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Articles on Office

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The East India House, 1928. From ‘A History of Lloyd’s,’ by Charles Wright and C. Ernest Fayle. Macmillan and Company Limited, London, 1928. Photo by The Print Collector/Getty Images

How the needs of monks and empire builders helped mold the modern-day office

The coronavirus epidemic has made us all rethink our workspaces. But the needs of the times have always influenced the office space – whether for the colonial empire or a growing commerce.
Architect and designer Florence Knoll Bassett poses with her dog, Cartree, in this photograph circa 1950. Courtesy Knoll Archive

Florence Knoll Bassett’s mid-century design diplomacy

Knoll is best known for transforming the design of America's corporate offices. But she was also on the front lines of a State Department effort to promote American ingenuity and capitalism abroad.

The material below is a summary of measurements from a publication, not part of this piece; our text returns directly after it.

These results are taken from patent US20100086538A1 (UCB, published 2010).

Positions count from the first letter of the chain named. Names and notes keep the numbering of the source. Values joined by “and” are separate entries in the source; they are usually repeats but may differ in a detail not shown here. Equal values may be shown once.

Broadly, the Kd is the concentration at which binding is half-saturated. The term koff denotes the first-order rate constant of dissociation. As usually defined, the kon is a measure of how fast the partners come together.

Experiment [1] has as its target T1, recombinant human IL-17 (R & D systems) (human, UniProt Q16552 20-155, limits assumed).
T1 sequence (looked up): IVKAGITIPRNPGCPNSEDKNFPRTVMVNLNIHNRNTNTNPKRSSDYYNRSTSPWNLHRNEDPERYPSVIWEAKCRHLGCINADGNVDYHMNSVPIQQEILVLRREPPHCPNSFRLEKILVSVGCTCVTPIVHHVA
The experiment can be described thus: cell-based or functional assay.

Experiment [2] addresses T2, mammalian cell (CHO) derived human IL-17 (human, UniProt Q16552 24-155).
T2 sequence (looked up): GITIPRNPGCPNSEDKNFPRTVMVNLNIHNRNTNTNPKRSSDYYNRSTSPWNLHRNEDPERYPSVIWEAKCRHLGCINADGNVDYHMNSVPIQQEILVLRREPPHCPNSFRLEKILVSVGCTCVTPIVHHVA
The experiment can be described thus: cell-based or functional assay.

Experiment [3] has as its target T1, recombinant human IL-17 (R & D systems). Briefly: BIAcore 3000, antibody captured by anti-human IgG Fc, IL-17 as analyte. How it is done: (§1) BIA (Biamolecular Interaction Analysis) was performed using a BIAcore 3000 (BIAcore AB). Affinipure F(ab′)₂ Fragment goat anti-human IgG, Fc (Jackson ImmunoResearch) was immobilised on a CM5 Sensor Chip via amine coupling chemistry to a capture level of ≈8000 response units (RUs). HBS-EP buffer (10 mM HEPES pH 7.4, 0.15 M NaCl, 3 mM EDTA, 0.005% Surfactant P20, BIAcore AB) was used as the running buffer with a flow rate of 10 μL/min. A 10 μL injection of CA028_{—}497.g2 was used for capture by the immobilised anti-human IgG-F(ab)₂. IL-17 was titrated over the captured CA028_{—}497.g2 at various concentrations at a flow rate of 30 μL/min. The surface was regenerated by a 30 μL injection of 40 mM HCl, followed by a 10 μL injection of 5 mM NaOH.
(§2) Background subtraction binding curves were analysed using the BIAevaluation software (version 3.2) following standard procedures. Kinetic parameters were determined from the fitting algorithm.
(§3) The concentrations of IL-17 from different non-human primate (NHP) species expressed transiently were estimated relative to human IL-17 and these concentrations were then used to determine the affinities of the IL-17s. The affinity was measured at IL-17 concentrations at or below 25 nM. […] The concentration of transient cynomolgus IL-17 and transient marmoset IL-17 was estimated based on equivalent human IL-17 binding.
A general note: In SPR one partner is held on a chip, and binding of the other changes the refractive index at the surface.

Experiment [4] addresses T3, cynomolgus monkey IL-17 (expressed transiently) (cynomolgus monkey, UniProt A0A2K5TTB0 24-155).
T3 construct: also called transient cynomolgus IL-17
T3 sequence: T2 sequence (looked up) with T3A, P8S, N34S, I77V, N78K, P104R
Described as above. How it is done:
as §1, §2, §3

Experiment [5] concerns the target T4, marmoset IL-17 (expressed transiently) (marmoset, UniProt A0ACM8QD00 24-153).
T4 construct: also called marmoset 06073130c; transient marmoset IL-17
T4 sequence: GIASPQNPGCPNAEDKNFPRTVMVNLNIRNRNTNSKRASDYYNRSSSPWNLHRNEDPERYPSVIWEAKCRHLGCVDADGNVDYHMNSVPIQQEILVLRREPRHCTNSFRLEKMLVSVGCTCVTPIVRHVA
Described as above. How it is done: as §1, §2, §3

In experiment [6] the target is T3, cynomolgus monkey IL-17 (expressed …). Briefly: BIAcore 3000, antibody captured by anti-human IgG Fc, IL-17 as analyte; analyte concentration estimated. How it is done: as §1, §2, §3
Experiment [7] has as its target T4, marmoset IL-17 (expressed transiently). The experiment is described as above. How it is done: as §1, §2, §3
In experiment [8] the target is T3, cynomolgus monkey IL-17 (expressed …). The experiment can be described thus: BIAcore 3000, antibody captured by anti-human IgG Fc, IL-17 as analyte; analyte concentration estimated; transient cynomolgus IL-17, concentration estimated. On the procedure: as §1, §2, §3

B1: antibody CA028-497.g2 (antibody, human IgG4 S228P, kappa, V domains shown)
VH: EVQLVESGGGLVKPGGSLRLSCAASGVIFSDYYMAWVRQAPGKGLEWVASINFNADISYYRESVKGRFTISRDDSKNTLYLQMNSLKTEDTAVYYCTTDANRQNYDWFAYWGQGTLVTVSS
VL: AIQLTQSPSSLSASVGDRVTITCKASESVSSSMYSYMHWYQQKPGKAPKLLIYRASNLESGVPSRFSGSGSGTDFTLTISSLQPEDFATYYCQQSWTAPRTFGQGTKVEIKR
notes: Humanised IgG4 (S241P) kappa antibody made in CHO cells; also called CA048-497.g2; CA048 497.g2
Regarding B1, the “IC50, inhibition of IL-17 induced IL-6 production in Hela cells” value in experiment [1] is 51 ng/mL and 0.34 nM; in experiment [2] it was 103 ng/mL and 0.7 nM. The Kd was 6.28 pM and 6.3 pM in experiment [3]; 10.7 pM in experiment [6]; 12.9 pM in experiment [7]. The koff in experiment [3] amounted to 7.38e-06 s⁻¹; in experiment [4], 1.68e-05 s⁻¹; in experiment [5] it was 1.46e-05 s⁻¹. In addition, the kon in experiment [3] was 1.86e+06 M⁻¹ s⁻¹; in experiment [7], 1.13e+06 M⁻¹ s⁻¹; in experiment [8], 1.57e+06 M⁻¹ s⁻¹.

The study showed that boosting the office temperature a little can save energy and keep office workers comfortable without sacrificing their cognitive performance. Mami Kempe / The Conversation

Chill out. A slightly warmer office won’t make it too hot to think

Our study found that office workers performed just the same, whether the air conditioning was set at 22°C or 25°C. But making that tweak can cut energy use by 18%.
In the seventeenth century lawyers, civil servants and other new professionals began to work from offices in Amsterdam, London and Paris. British Museum/Flickr

A short history of the office

The history of the office illustrates not only how our work has changed but also how work's physical spaces respond to cultural, technological and social forces.
Co-working can be a refreshing change for many employees where the design of the workplace and the politics of their organisation means they are simply too tired. www.shutterstock.com

Co-working is evolving to combine co-living

Co-working spaces are evolving to suits the needs of a changing workforce.

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